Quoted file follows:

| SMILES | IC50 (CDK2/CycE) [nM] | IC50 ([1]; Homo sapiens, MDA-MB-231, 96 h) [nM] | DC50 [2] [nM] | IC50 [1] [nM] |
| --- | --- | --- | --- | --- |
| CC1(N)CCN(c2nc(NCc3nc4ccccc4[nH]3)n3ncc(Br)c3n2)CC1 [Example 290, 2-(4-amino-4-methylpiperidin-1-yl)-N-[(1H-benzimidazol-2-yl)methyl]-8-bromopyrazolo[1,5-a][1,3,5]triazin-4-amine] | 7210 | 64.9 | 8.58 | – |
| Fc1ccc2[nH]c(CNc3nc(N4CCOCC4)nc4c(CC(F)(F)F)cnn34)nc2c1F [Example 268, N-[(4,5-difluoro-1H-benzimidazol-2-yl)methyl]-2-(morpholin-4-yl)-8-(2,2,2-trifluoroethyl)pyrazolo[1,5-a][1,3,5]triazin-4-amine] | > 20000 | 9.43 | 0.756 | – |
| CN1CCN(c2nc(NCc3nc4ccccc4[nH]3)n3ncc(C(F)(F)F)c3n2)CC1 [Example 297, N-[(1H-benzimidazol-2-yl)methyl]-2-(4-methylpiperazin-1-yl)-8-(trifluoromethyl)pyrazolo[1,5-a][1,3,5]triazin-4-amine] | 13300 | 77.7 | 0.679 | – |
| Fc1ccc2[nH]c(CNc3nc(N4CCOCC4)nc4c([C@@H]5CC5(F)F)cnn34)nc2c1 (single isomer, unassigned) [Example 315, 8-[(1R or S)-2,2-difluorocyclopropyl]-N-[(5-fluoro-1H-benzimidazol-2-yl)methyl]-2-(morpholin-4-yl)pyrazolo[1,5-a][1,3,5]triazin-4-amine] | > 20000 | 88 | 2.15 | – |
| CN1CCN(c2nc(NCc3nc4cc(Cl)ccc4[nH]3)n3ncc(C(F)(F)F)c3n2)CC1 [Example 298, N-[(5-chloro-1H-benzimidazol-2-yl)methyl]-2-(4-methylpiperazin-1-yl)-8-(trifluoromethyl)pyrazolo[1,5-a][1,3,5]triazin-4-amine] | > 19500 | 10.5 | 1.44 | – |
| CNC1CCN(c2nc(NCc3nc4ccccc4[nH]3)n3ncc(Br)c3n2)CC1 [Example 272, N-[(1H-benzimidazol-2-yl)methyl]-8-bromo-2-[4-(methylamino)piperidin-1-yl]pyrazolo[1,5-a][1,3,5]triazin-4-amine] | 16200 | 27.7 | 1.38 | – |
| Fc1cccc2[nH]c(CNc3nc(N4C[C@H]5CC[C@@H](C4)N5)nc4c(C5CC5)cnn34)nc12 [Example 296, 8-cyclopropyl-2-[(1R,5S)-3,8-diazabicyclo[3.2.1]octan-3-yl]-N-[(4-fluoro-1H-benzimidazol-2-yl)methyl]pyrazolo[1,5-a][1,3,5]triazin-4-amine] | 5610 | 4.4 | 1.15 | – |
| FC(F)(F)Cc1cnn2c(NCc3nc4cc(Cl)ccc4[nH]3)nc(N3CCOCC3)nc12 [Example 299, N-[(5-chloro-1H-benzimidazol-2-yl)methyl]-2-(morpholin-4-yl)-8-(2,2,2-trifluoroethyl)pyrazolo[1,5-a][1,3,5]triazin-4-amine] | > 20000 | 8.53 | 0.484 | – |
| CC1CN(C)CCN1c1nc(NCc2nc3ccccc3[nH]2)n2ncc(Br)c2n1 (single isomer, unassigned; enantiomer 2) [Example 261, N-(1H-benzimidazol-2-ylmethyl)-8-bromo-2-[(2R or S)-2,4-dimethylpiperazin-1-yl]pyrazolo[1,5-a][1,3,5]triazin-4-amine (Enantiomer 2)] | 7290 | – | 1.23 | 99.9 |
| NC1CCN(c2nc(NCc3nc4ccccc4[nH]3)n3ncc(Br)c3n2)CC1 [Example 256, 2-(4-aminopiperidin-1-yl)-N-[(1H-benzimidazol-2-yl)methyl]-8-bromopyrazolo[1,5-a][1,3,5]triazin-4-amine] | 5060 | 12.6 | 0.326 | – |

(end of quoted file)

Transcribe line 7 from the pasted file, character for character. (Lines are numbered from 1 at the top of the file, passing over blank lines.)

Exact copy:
| CN1CCN(c2nc(NCc3nc4cc(Cl)ccc4[nH]3)n3ncc(C(F)(F)F)c3n2)CC1 [Example 298, N-[(5-chloro-1H-benzimidazol-2-yl)methyl]-2-(4-methylpiperazin-1-yl)-8-(trifluoromethyl)pyrazolo[1,5-a][1,3,5]triazin-4-amine] | > 19500 | 10.5 | 1.44 | – |